The “Guy” is an important character in the world of major league baseball. The term may have been coined by esteemed thinker and current roadie Eric Ripps and refers to those dudes who round out the ranks of highest level of professional baseball.
They generally play for 10 or more seasons, hit 25-30 home runs in a season once or twice, play in an All-Star Game or two, spend a stint or two with the Orioles, Royals or Rangers, land one sweet free agent payout around the age of 33 and then peter out into oblivion, finishing their careers with adjusted OPS+ around 100.
Recent examples of "Guys" include Mark DeRosa, David Dellucci, Preston Wilson, Xavier Nady, Eric Byrnes and Jeffrey Hammonds. For reference’s sake, Jermaine Dye is one notch above a Guy while Reed Johnson falls just short.
Below is a list of young or youngish players who are in excellent position to replace the current DeRosas and Marcus Thameses and become MLB’s next class of "Guys":
Wily Mo Pena
A running theme amongst these players is they were once highly regarded prospects who refuse, for one reason or another, to become the star players their teams initially hoped they would develop into during their first several seasons in the majors leagues.
Of course, hoping that any player will be a Cal Ripken or Justin Upton and dominate the league right out of the gate is a great way to cultivate disappointment, as there are 125 Marty Cordovas for every Albert Pujols. Most of the younger players on this list have been traded at least once, while the older dudes have generally spent much of their early-to-mid 20’s performing at a high level in the minor leagues.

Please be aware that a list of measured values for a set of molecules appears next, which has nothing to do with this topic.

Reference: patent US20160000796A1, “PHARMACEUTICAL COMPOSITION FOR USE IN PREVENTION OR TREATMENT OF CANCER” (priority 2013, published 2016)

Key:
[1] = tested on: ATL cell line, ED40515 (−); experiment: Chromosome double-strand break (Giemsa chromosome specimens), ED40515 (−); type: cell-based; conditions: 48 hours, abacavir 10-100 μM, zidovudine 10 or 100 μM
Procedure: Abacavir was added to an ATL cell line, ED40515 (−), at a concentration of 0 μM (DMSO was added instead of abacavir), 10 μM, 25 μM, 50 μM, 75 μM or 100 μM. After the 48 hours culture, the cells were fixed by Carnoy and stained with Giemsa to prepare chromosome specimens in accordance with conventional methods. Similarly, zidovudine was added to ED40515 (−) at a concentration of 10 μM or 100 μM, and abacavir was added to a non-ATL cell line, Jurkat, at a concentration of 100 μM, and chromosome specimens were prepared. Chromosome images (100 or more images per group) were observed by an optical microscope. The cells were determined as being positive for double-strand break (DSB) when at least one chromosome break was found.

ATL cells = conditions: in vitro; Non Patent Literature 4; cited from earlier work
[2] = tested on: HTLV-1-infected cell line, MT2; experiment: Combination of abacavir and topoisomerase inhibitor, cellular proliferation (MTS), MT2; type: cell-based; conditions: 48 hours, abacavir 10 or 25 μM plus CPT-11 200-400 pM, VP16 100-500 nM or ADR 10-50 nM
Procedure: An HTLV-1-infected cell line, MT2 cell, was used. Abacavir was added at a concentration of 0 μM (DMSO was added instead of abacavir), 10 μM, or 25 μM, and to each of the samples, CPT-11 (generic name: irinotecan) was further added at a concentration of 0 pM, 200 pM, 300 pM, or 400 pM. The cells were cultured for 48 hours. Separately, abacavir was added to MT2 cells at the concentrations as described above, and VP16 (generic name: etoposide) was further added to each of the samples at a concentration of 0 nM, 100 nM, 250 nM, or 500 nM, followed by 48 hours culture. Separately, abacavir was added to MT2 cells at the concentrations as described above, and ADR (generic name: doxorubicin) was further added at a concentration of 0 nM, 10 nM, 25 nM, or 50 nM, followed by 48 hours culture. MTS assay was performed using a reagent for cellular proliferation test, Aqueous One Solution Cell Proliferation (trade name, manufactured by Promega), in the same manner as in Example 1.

Delmon Young is an interesting case, as the 2003 No. 1 pick broke into the majors with a solid 2006 season at age 20, prompting Baseball-Reference to list Tris Speaker’s age-21 performance as a top comparable for Young’s 2007 campaign—before his disappointing 2007 resulted in a top comp of Rocco Baldelli for the following year.
Young was then traded to the Twins, where his adjusted OPS+ of 102 indicated that he was roughly a league-average hitter as a 22-year old in 2008. While his lackluster walk rate and power numbers lead me to believe that he will never be the star Peter Gammons and others predicted he would ultimately become, Young is still very, uh, young , and I’m fairly confident that he will at least eclipse “Guys” like Dellucci, Wilson and his diabetic piece of shit of a brother.
Young also has yet to achieve enough to merit writing about without mentioning that time he throw his bat at a minor league umpire, so here it is.
*This is a disappointing one. Jackson’s .423 career minor league OBP resulted in one of the most heartfelt mancrushes I’ve ever harbored. However, as a 27-year old with an adjusted OPS+ of 101 through nearly 2,000 plate appearences, CoJack’s ceiling at this point has become Glenallen Hill.